RFC: Time Library 0.2
ashley at semantic.org
Mon Oct 31 02:04:12 EST 2005
Just in time for HCAR...
Please take a look at my second attempt at writing a replacement for the
standard time library.
Take a look at the Haddock documentation:
Download the source:
Or keep up-to-date:
darcs get http://semantic.org/TimeLib/TimeLib/
It needs GHC 6.4.1. (I haven't tested with 6.4.) Just run "make" to
build the library, tests and documentation. There's also a cabal file
(as a completely separate build process), but I've been having trouble
with that on Mac OS X.
I'm particularly interested in comments from people who try to write
little applications for it. What did you have trouble with? What made no
sense? Also have a look at some use-cases, which get compiled as part of
the package tests:
Major changes since 0.1:
* Moved to Data.Time, since the actual "System" part (getting the
current time and time-zone) is relatively small.
* Big simplification of types. Now tuples are used for calendar data
(such as (year,month,day) for the Gregorian calendar), and the confusing
DayEncoding class has been dropped.
1. There is no leap second table provided, though there is a type
(LeapSecondTable) for such things. Any software compiled with a fixed
table would soon become out of date.
2. There is no table of time-zones provided, since these also change.
However, if there's a good way of getting this from the TZ database on
the machine, I'll add that.
It is actually possible to get the local time-zone for any given time,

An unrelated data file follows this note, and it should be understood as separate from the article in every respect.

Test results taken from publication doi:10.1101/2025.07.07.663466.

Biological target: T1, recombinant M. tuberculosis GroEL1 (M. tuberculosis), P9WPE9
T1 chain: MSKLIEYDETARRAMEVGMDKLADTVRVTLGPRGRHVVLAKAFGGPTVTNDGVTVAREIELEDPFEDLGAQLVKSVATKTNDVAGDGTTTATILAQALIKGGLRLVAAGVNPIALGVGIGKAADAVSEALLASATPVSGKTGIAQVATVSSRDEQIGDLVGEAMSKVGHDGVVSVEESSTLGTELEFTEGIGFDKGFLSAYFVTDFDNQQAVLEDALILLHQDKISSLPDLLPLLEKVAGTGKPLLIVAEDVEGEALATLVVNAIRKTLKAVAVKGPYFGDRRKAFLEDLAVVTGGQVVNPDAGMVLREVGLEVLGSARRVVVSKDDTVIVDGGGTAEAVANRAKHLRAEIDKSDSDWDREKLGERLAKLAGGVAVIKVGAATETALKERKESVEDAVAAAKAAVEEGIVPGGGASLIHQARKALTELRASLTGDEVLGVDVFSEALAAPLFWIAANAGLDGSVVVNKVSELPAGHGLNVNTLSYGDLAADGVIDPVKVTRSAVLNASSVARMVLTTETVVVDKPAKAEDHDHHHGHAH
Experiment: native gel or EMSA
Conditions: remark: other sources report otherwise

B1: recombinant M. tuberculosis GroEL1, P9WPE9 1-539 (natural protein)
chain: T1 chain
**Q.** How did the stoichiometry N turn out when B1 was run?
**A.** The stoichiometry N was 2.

indeed one of the test programs finds your local summertime transitions.
The Timezone type includes name, minutes of offset, and a "summertime"
3. The TimeLocale type comes from the already existing System.Locale.
4. It's not possible to expunge POSIX time. Why? Because it's the only
way to do sensible arithmetic on UTC times without knowing the leap
second table and without worrying about one-second offsets.
5. I include Data.Fixed which provides a fixed-point arithmetic type
(wrapper around Integer). It probably should be in a separate package.
It allows dealing with seconds as a single thing, rather than as an
6. I don't have any text-parsing functionality for times. This is a fair
amount of work, so it would be good to know sensible requirements.
7. Time as measured by the CPU since system startup remains in
System.CPUTime, which TimeLib does not intend to replace.
Ashley Yakeley, Seattle WA
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